By Andrei Panchuk and Alexei Rusanov

The MV system as well as the LV is a part of the utility’s infrastructure. Thus, the use of this medium offers a range of advantages to the utility: the costs for maintenance are already included in the budget, there are no additional fees for its use, and finally, the infrastructure already exists – it just waits to be exploited. Within the framework of an AMI solution, there are several basic requirements for communications channels, including reliability, ability to support high data rates, ability to transmit information over long distances and, not least, cost efficiency. If a particular medium satisfies these requirements, then it can be adapted for the use in the AMI communication network.

Firstly the MV lines are much less noisy than the LV lines. Secondly, due to regulations in the energy sector, any breakdown in the MV segment should be managed more quickly than on the LV side.

GSM communications are based on the cellular principle, and when the cells are full there is no guarantee of the communications’ reliability. Have you encountered the situation of not being able to reach relatives and friends during Christmas? The GPRS channel has a lower priority in the cellular network, which makes it even less reliable in such situations. Moreover, there are zones with weak and unreliable GSM coverage, such as in Sweden.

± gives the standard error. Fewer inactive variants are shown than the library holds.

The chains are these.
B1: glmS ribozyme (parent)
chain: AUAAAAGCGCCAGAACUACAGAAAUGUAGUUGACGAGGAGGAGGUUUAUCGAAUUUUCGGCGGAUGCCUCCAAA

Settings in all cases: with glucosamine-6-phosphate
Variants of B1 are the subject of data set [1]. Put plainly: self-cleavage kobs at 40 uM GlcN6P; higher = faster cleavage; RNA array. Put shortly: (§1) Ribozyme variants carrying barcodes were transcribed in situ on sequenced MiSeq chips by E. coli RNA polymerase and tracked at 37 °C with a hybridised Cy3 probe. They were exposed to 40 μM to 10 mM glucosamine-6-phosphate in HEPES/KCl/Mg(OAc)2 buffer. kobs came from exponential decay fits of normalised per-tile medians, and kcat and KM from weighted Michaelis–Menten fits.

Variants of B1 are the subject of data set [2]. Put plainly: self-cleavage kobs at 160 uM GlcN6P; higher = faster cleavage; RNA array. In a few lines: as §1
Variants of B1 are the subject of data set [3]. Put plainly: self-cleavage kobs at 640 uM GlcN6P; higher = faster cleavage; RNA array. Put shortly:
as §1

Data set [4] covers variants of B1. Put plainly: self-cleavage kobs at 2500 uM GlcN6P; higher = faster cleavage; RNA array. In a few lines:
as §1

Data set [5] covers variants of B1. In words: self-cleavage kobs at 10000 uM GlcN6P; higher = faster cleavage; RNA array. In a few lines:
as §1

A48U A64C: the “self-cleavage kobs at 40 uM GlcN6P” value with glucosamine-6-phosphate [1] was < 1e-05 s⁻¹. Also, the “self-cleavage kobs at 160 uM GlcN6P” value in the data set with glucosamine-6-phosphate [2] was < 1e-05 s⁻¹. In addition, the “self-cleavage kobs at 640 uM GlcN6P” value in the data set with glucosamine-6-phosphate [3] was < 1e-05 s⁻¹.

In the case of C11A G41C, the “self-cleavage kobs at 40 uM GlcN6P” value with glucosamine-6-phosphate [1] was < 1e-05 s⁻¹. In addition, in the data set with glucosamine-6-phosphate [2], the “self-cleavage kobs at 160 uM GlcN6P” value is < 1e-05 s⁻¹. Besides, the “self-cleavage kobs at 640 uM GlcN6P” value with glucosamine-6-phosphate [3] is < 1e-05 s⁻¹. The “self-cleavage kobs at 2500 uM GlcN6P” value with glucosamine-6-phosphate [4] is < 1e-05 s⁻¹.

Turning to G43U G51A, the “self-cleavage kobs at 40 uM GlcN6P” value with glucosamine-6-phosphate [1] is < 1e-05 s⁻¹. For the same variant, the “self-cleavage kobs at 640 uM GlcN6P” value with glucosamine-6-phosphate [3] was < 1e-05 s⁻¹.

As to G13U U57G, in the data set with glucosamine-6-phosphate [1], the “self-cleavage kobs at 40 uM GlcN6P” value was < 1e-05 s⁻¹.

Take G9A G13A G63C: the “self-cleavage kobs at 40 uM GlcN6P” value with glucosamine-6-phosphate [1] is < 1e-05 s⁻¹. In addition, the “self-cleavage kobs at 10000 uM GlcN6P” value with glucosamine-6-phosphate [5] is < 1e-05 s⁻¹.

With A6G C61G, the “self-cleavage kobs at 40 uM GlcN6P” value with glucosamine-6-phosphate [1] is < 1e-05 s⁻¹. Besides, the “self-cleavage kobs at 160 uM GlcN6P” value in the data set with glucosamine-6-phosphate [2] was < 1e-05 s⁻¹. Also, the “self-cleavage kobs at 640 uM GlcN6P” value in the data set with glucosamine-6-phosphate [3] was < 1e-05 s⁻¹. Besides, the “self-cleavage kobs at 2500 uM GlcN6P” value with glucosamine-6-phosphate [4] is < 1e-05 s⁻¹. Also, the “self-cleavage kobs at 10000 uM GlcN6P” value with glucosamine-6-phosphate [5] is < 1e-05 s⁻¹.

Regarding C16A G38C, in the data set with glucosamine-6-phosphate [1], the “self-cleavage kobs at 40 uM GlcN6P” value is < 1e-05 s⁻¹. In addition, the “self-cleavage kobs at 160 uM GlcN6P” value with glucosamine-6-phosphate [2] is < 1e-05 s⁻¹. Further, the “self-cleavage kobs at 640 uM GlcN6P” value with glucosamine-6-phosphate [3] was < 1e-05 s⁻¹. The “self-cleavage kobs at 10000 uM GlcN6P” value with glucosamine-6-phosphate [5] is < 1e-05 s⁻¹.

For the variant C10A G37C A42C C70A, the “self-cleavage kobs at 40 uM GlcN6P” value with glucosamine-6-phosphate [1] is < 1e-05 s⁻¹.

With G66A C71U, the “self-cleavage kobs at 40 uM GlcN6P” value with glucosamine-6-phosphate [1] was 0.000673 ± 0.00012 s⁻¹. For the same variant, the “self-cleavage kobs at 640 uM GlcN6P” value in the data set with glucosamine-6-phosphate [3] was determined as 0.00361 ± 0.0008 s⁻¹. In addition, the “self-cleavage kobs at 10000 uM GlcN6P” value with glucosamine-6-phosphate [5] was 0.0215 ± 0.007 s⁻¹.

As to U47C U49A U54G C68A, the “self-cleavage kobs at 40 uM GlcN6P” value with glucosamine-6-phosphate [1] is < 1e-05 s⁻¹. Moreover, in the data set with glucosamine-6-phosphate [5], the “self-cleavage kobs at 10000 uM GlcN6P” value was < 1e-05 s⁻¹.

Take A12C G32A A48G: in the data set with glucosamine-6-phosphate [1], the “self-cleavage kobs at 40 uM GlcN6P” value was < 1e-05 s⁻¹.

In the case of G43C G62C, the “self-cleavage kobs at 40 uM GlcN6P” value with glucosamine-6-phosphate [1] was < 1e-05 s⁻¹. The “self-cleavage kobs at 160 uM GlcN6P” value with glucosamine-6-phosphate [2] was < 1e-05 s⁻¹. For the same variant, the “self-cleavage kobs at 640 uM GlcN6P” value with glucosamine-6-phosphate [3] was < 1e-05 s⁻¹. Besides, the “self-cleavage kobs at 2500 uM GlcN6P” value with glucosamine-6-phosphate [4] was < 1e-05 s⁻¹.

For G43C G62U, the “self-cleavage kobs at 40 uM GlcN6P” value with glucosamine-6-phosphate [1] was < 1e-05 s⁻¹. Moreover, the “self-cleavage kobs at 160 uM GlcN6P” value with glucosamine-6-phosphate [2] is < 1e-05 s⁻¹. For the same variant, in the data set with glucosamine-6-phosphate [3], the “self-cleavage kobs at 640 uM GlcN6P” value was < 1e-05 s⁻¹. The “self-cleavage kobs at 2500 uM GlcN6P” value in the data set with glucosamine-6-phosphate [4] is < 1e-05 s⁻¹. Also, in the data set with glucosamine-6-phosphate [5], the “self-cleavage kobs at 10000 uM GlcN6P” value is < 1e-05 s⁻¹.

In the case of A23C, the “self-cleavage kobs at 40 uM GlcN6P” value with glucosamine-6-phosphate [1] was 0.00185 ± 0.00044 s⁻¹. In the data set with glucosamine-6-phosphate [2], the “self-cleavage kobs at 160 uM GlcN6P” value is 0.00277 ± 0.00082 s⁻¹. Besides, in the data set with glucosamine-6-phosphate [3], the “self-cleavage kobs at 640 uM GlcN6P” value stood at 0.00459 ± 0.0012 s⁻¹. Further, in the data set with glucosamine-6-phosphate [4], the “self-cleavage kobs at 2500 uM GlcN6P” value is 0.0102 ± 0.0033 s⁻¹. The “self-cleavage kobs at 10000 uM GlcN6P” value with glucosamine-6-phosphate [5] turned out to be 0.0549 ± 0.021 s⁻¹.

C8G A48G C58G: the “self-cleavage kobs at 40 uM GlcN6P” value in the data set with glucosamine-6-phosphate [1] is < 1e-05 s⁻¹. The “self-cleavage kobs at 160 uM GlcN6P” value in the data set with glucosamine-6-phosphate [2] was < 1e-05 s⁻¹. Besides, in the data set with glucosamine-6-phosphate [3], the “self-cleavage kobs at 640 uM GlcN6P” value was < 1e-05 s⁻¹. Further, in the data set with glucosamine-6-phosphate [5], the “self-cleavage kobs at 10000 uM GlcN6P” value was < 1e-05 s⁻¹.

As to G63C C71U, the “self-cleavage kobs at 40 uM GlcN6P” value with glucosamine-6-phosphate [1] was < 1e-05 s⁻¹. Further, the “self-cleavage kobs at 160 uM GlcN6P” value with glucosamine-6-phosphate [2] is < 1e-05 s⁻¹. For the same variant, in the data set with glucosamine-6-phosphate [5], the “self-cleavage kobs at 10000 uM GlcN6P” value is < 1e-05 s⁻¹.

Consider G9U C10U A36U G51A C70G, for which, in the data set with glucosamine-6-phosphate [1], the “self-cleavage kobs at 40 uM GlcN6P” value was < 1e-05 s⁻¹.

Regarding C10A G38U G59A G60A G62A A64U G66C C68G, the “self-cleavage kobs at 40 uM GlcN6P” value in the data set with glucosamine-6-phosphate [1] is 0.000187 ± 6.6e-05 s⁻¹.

In contrast the MV lines are free from other communications, which guarantees the required carrying capacity every day of the year. In the framework of this solution, for reliability assurance, the router (the basic communication device in can be connected to up to four MV lines.


Figure 1 - Method of connection to

The router, or a meter equipped with MV modem, is connected from one side to the LV PL and from the other side, through a coupling unit to the MV PL, thus overpassing the transformer (Figure 1), and as distinct from solutions where the signal is passed through the transformer. As a result, the translation of the signal from one medium to another does not lead to a decrease in the data rate.

The actual version is based on FSK modulation, providing a maximum speed of 4,800 bps, which is higher than on the LV side. Any request or command from the data management centre will reach the end-point in a maximum 2 minutes, which is vital in the case of industrial customers. The return to the centre will take another 2 minutes. It is important to note that this time delay is caused by the data rate limits on the LV side, as the signal transmission time on the MV side is only a matter of seconds.